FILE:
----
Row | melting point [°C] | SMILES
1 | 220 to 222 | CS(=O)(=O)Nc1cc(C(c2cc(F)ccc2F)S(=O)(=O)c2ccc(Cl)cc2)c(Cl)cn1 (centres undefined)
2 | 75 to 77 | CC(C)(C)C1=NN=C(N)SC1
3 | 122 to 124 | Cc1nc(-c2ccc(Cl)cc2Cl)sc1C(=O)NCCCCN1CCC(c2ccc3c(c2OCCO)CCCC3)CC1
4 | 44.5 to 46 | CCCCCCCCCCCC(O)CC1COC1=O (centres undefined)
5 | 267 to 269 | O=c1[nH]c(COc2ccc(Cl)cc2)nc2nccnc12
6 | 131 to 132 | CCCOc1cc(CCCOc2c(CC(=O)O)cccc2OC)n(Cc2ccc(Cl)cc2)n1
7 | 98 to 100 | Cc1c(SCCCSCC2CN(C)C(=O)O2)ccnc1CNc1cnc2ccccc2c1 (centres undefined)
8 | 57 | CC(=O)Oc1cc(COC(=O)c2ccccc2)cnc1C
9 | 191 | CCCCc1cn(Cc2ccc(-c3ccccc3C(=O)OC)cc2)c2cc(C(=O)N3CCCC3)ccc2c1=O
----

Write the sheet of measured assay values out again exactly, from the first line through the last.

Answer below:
Row | melting point [°C] | SMILES
1 | 220 to 222 | CS(=O)(=O)Nc1cc(C(c2cc(F)ccc2F)S(=O)(=O)c2ccc(Cl)cc2)c(Cl)cn1 (centres undefined)
2 | 75 to 77 | CC(C)(C)C1=NN=C(N)SC1
3 | 122 to 124 | Cc1nc(-c2ccc(Cl)cc2Cl)sc1C(=O)NCCCCN1CCC(c2ccc3c(c2OCCO)CCCC3)CC1
4 | 44.5 to 46 | CCCCCCCCCCCC(O)CC1COC1=O (centres undefined)
5 | 267 to 269 | O=c1[nH]c(COc2ccc(Cl)cc2)nc2nccnc12
6 | 131 to 132 | CCCOc1cc(CCCOc2c(CC(=O)O)cccc2OC)n(Cc2ccc(Cl)cc2)n1
7 | 98 to 100 | Cc1c(SCCCSCC2CN(C)C(=O)O2)ccnc1CNc1cnc2ccccc2c1 (centres undefined)
8 | 57 | CC(=O)Oc1cc(COC(=O)c2ccccc2)cnc1C
9 | 191 | CCCCc1cn(Cc2ccc(-c3ccccc3C(=O)OC)cc2)c2cc(C(=O)N3CCCC3)ccc2c1=O